In Cinemas

Ticket to Paradise review – rom-com revival is an all-too familiar trip

George Clooney and Julia Roberts thrive as bickering divorcees, but they're let down by a script that can't match their chemistry

The unmistakable whiff of formula exudes from this well-meaning but aggressively mediocre attempt to revive the romantic comedy, a genre that seems to be continually threatening to make a comeback but never quite manages, delivered with a postcard-perfect sheen and questionable cultural representation by its co-writer and director Ol Parker (best known for his superior sequel Mamma Mia! Here We Go Again).

George Clooney and Julia Robert are the bickering, divorced parents out to sabotage the wedding of their lawyer daughter (Booksmart's Kaitlyn Dever), who has a love at first sight encounter with an Indonesian seaweed farmer (Maxime Bouttier) during a trip to Bali with her quirky, underwritten best friend type (Billie Lourd). They decide to put their differences aside in order to bring her home and, over the course of 106 minutes, will realise they’re still in love (but you already knew that). It's a movie where the line “you’ve got to be kidding me” is deployed not once, but twice.

The film plays things sincerely, free of the winking and self parody that has marked some recent attempts to raise the genre from the ground. These seasoned, certified movie stars share the same easy-going chemistry – with Clooney in full goof mode – previously showcased in the Ocean's films, and there are a handful of sequences where the film threatens to be as charming as it is earnest. But it also wants the witty, to and fro patter of His Girl Friday; the script doesn’t get anywhere close (jokes and lines are shamelessly shipped in from Before Sunset and Lost in Translation).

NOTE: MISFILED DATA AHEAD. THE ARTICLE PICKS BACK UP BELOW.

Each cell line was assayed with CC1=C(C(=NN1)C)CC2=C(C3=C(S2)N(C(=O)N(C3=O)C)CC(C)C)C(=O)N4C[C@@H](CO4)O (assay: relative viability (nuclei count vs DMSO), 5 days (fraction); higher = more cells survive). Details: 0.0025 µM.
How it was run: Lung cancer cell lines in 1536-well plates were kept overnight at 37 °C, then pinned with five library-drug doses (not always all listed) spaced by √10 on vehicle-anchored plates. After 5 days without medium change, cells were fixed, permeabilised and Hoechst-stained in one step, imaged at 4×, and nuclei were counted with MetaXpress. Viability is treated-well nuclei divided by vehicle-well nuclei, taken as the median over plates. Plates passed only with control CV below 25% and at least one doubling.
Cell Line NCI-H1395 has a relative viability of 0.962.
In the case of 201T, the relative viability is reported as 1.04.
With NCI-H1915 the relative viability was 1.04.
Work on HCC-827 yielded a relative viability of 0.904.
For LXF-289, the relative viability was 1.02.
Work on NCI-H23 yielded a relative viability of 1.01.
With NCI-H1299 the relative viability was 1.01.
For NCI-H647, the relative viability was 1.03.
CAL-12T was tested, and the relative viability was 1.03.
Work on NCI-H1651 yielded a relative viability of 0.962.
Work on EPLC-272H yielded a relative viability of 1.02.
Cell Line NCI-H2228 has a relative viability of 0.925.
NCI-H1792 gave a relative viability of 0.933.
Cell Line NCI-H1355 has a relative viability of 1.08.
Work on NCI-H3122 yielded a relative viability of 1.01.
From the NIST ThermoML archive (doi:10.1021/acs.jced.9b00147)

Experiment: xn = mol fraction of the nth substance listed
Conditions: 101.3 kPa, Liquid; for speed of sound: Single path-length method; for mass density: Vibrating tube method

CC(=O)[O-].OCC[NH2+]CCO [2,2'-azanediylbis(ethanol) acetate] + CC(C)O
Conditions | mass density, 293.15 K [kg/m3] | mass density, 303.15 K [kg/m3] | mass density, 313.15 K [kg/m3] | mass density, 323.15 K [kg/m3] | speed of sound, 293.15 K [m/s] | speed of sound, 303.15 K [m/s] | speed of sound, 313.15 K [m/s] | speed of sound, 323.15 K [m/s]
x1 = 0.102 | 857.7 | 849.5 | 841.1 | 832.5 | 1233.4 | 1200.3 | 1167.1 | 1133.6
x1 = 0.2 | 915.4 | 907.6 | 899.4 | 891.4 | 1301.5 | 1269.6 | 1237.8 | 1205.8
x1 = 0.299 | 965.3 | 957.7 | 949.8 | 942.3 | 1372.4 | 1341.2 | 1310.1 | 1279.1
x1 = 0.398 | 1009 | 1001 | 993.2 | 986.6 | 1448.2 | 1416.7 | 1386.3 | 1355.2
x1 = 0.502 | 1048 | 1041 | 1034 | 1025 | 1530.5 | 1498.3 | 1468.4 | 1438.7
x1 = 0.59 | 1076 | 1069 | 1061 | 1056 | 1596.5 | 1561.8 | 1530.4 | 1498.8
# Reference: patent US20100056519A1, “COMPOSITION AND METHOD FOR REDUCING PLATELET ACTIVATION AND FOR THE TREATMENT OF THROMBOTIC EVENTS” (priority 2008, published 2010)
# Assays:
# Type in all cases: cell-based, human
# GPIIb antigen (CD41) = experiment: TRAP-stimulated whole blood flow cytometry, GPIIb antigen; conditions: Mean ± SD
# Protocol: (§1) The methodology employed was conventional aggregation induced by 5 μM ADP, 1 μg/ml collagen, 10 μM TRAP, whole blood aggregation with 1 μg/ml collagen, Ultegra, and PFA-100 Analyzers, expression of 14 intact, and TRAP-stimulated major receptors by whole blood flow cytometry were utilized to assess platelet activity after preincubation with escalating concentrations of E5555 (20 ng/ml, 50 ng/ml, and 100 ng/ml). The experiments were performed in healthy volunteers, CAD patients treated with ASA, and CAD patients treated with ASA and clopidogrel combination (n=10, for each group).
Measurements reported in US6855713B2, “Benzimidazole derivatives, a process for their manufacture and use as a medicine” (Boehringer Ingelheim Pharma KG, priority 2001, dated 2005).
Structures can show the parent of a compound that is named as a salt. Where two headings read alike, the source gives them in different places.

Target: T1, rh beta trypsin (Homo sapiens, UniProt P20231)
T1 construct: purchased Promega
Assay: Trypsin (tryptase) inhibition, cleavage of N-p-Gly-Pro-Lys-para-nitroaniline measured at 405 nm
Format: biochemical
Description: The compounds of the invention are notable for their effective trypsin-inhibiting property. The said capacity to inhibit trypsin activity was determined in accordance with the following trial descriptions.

As harmless as it is unambitious, Ticket to Paradise technically works as a salute to a less cynical type of easygoing romp (the movie comes to us from Working Title, purveyor of countless iconic rom-coms), where real movie stars could convince us of a good time by their presence alone. We’ve taken this trip a zillion times before, though – and for all its lighthearted appeal, it quickly becomes a vacation we’re keen to cut short, especially since we’ve guessed each and every beat well in advance.

Ticket to Paradise is released in UK cinemas on 20 September.

Where to watch

More Reviews...

Blue Jean review – a smart drama about sapphic love under Section 28

Georgia Oakley’s assured and morally complex debut tells the story of a queer teacher living in Thatcher's Britain

Catherine Called Birdy review – YA gets medieval, with joyous results

Writer-director Lena Dunham proves a perfect fit for this very kind and very funny coming-of-age tale set in 13th century England

Athena review – relentless kineticism fuels a deeply political urban war movie

Romain Gavras's story of violent social rage is one of the most technically ambitious and proficient films of the year

Avatar review – spectacular visuals undone by a slight and sappy story

James Cameron's epic blockbuster, the highest-grossing movie ever, is back in theatres to drum up anticipation for the sequel

Features

Every David Cronenberg Film, Ranked

To mark the release of Crimes of the Future, Steph Green sorts the body-obsessed auteur's vast filmography from worst to best...

I Was Born to Be a Mother: Jennifer Garner and Juno

As Juno turns 15, Yasmin Omar explores how the actress' perfectly pitched turn as an adoptive mother helped to define her career

American Prophet: Jodie Foster and Contact

To coincide with the 25th anniversary of Robert Zemeckis' sci-fi classic, Luke Walpole looks back on its perfectly pitched lead turn

Stream With a Theme: The Best Jane Austen Films

As the latest take on Persuasion comes to Netflix, Steph Green highlights some of the author's finest screen adaptations to date